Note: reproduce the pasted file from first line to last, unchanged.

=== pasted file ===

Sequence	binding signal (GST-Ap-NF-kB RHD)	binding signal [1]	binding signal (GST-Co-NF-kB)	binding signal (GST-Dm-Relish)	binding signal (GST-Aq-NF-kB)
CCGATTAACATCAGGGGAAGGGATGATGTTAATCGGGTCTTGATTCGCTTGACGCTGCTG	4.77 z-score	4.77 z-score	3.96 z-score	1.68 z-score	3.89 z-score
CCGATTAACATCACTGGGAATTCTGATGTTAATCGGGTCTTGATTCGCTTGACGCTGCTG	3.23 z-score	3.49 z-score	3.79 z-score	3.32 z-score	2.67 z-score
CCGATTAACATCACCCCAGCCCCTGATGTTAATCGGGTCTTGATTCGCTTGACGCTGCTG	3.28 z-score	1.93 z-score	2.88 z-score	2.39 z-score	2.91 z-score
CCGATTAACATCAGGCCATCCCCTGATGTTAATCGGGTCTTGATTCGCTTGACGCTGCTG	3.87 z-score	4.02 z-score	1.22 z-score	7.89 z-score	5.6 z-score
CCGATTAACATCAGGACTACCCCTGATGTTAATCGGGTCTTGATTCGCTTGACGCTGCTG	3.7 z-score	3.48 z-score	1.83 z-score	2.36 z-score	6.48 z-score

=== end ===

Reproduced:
Sequence	binding signal (GST-Ap-NF-kB RHD)	binding signal [1]	binding signal (GST-Co-NF-kB)	binding signal (GST-Dm-Relish)	binding signal (GST-Aq-NF-kB)
CCGATTAACATCAGGGGAAGGGATGATGTTAATCGGGTCTTGATTCGCTTGACGCTGCTG	4.77 z-score	4.77 z-score	3.96 z-score	1.68 z-score	3.89 z-score
CCGATTAACATCACTGGGAATTCTGATGTTAATCGGGTCTTGATTCGCTTGACGCTGCTG	3.23 z-score	3.49 z-score	3.79 z-score	3.32 z-score	2.67 z-score
CCGATTAACATCACCCCAGCCCCTGATGTTAATCGGGTCTTGATTCGCTTGACGCTGCTG	3.28 z-score	1.93 z-score	2.88 z-score	2.39 z-score	2.91 z-score
CCGATTAACATCAGGCCATCCCCTGATGTTAATCGGGTCTTGATTCGCTTGACGCTGCTG	3.87 z-score	4.02 z-score	1.22 z-score	7.89 z-score	5.6 z-score
CCGATTAACATCAGGACTACCCCTGATGTTAATCGGGTCTTGATTCGCTTGACGCTGCTG	3.7 z-score	3.48 z-score	1.83 z-score	2.36 z-score	6.48 z-score